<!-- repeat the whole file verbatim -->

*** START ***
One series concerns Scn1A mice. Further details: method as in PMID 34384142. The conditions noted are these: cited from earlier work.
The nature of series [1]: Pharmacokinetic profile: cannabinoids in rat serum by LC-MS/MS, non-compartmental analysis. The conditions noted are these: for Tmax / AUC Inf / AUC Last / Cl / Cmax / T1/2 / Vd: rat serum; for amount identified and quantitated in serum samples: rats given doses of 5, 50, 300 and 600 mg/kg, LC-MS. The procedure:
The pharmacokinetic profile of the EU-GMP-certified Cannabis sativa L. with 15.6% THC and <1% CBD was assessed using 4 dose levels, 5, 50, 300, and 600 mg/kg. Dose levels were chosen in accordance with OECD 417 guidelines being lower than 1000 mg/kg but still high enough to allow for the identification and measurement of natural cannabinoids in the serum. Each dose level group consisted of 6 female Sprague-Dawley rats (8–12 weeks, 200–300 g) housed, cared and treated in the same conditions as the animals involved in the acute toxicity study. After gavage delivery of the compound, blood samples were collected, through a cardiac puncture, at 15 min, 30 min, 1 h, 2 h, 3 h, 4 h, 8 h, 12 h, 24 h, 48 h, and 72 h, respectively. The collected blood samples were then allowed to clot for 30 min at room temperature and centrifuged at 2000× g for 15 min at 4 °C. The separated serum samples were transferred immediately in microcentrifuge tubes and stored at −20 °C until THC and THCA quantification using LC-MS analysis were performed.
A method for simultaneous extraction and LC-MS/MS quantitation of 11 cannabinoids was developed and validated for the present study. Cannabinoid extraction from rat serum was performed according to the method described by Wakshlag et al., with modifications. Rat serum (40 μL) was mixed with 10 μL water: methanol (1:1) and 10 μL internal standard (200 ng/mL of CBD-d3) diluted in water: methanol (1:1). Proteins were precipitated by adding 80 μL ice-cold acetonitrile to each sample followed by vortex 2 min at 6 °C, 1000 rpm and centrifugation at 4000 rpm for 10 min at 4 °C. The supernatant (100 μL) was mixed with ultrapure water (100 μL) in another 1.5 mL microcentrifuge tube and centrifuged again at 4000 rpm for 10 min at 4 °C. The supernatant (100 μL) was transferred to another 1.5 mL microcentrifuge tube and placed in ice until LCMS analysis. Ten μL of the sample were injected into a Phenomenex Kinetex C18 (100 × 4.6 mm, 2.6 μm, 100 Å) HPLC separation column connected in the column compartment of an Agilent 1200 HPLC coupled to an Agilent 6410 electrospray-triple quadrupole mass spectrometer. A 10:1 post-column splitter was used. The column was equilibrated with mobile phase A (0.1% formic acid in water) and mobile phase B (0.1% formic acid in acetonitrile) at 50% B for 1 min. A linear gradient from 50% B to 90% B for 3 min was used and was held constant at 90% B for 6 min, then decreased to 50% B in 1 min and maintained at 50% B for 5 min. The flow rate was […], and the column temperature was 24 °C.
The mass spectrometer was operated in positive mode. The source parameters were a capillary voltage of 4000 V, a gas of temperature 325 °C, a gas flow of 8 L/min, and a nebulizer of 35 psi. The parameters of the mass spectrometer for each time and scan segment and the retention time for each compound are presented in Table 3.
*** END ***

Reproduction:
One series concerns Scn1A mice. Further details: method as in PMID 34384142. The conditions noted are these: cited from earlier work.
The nature of series [1]: Pharmacokinetic profile: cannabinoids in rat serum by LC-MS/MS, non-compartmental analysis. The conditions noted are these: for Tmax / AUC Inf / AUC Last / Cl / Cmax / T1/2 / Vd: rat serum; for amount identified and quantitated in serum samples: rats given doses of 5, 50, 300 and 600 mg/kg, LC-MS. The procedure:
The pharmacokinetic profile of the EU-GMP-certified Cannabis sativa L. with 15.6% THC and <1% CBD was assessed using 4 dose levels, 5, 50, 300, and 600 mg/kg. Dose levels were chosen in accordance with OECD 417 guidelines being lower than 1000 mg/kg but still high enough to allow for the identification and measurement of natural cannabinoids in the serum. Each dose level group consisted of 6 female Sprague-Dawley rats (8–12 weeks, 200–300 g) housed, cared and treated in the same conditions as the animals involved in the acute toxicity study. After gavage delivery of the compound, blood samples were collected, through a cardiac puncture, at 15 min, 30 min, 1 h, 2 h, 3 h, 4 h, 8 h, 12 h, 24 h, 48 h, and 72 h, respectively. The collected blood samples were then allowed to clot for 30 min at room temperature and centrifuged at 2000× g for 15 min at 4 °C. The separated serum samples were transferred immediately in microcentrifuge tubes and stored at −20 °C until THC and THCA quantification using LC-MS analysis were performed.
A method for simultaneous extraction and LC-MS/MS quantitation of 11 cannabinoids was developed and validated for the present study. Cannabinoid extraction from rat serum was performed according to the method described by Wakshlag et al., with modifications. Rat serum (40 μL) was mixed with 10 μL water: methanol (1:1) and 10 μL internal standard (200 ng/mL of CBD-d3) diluted in water: methanol (1:1). Proteins were precipitated by adding 80 μL ice-cold acetonitrile to each sample followed by vortex 2 min at 6 °C, 1000 rpm and centrifugation at 4000 rpm for 10 min at 4 °C. The supernatant (100 μL) was mixed with ultrapure water (100 μL) in another 1.5 mL microcentrifuge tube and centrifuged again at 4000 rpm for 10 min at 4 °C. The supernatant (100 μL) was transferred to another 1.5 mL microcentrifuge tube and placed in ice until LCMS analysis. Ten μL of the sample were injected into a Phenomenex Kinetex C18 (100 × 4.6 mm, 2.6 μm, 100 Å) HPLC separation column connected in the column compartment of an Agilent 1200 HPLC coupled to an Agilent 6410 electrospray-triple quadrupole mass spectrometer. A 10:1 post-column splitter was used. The column was equilibrated with mobile phase A (0.1% formic acid in water) and mobile phase B (0.1% formic acid in acetonitrile) at 50% B for 1 min. A linear gradient from 50% B to 90% B for 3 min was used and was held constant at 90% B for 6 min, then decreased to 50% B in 1 min and maintained at 50% B for 5 min. The flow rate was […], and the column temperature was 24 °C.
The mass spectrometer was operated in positive mode. The source parameters were a capillary voltage of 4000 V, a gas of temperature 325 °C, a gas flow of 8 L/min, and a nebulizer of 35 psi. The parameters of the mass spectrometer for each time and scan segment and the retention time for each compound are presented in Table 3.